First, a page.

Semester of Graduation

Fall 2020

Degree

Master of Science (MS)

Department

Entomology

Document Type

Thesis

Abstract

Spodoptera frugiperda, the fall armyworm (FAW), is a major agricultural pest causing billions of dollars in damage annually to staple crops. Agricultural losses stemming from this pest continues to increase as resistance to commercialized insecticide classes evolves and spreads. Considering this, novel chemistries with new modes of action as well as novel resistance management strategies need to be developed to achieve continued control of FAW populations. This project consisted of two main goals. First, we aimed to develop a neurophysiological assay to enable a more precise understanding of pyrethroid and organophosphate resistance at the level of the nerve. We collected FAW from whorls of late-season corn and compared neural sensitivity and susceptibility to lambda-cyhalothrin and chlorpyrifos. Field collected FAW were >700-fold resistant to lambda-cyhalothrin and had >1700-fold reduced neural sensitivity yet, no known kdr mutations were identified. These data suggest the absence of kdr mutations does not necessarily indicate pyrethroid susceptibility and vice versa and therefore, the inclusion of neurophysiological assays into existing resistance monitoring programs is likely to provide a more accurate assessment of resistance mechanisms. In the second goal, we aimed to test the neural potency and toxicity of natural product based chromene (Benzopyran) analogs to FAW to determine if chromene based scaffolds may represent a base for FAW directed insecticide development. Chromene testing included intrathoracic injections, feeding assays, and neurophysiological recordings. Select chromenes induced acute toxicity and induced abnormalities upon adult eclosion such as partial eclosion and twisted wings, indicating these molecules may interfere with development. Therefore, chromene based molecules represent a series of scaffolds that may be used to develop FAW directed insecticides and warrant further study.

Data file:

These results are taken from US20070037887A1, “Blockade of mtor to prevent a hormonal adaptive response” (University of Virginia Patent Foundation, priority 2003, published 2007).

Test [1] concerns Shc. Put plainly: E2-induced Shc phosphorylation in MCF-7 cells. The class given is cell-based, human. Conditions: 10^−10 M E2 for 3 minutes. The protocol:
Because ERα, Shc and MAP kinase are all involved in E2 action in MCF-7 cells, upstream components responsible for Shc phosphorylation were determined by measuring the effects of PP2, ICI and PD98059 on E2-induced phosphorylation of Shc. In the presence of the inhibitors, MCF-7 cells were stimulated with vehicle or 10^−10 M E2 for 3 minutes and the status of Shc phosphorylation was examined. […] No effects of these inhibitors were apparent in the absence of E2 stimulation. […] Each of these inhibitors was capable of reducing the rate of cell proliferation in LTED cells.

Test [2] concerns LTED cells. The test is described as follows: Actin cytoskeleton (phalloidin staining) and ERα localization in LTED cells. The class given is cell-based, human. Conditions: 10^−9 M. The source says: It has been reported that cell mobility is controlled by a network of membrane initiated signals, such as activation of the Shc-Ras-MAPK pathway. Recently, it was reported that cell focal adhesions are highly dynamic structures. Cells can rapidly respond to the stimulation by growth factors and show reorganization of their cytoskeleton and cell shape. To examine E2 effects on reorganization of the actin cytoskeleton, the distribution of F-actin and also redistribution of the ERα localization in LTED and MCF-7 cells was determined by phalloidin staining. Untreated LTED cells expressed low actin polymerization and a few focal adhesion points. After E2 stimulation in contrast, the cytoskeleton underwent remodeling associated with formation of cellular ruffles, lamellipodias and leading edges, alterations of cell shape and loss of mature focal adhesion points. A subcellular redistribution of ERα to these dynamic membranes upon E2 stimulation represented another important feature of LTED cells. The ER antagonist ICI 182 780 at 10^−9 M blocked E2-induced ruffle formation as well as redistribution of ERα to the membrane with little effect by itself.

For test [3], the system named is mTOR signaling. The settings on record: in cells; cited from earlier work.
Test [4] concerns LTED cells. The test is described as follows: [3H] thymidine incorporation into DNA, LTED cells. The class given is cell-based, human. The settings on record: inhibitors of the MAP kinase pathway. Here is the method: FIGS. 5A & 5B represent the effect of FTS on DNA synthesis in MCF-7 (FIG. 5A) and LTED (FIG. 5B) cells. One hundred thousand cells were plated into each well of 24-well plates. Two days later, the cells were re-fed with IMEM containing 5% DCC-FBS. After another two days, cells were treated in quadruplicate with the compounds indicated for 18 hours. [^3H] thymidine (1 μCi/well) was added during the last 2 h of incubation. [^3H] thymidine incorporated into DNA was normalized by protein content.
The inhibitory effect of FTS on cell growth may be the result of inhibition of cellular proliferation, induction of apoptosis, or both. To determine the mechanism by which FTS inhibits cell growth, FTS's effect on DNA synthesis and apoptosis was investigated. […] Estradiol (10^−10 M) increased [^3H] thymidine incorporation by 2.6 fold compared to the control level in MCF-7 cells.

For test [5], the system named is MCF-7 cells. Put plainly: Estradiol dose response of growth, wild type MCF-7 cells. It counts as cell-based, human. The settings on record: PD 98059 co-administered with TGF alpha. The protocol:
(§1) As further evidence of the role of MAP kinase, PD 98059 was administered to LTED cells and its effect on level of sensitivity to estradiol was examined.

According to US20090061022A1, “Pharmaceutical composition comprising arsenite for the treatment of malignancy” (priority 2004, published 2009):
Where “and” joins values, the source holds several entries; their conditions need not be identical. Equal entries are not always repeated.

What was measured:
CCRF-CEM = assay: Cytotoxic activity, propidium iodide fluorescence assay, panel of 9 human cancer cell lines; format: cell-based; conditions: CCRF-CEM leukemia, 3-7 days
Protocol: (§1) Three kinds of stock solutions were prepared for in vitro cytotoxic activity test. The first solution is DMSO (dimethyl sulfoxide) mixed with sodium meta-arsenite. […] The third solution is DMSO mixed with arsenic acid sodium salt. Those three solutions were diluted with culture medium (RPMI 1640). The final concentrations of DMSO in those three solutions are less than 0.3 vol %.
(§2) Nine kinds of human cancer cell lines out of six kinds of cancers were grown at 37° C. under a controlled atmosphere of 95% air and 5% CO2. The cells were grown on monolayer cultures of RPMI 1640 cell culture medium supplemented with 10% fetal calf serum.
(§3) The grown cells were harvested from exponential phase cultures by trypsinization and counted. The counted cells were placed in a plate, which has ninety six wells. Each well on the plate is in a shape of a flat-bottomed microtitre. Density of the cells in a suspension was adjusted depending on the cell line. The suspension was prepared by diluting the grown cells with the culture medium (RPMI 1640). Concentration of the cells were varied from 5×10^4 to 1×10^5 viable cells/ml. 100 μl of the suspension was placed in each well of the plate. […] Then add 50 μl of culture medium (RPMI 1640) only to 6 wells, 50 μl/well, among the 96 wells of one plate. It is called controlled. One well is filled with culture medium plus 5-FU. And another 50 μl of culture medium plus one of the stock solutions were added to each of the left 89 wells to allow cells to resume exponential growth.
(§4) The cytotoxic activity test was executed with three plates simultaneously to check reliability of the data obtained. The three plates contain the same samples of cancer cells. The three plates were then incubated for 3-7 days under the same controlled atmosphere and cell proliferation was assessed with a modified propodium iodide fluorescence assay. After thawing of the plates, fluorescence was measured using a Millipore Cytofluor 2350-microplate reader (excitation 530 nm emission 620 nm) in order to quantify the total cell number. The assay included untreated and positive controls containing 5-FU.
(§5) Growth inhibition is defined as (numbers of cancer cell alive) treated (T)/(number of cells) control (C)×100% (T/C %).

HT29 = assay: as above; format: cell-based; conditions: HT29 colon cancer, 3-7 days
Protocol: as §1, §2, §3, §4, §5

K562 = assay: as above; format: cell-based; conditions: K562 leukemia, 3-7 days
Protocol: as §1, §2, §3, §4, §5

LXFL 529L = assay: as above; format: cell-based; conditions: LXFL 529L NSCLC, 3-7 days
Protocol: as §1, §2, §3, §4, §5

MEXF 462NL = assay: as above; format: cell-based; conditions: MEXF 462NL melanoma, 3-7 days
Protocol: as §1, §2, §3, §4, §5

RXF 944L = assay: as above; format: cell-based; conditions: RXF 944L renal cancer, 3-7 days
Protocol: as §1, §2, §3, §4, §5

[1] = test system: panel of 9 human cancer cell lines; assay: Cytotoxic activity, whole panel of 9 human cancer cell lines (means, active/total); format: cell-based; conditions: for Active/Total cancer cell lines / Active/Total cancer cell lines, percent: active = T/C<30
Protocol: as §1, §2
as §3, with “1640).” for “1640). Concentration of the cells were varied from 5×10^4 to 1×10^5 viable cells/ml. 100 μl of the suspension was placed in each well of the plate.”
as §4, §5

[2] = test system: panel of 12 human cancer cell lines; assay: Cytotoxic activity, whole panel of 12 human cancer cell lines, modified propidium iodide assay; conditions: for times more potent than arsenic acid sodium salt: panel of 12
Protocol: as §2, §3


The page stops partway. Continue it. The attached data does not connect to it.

Committee Chair

Swale, Daniel

Included in

Entomology Commons

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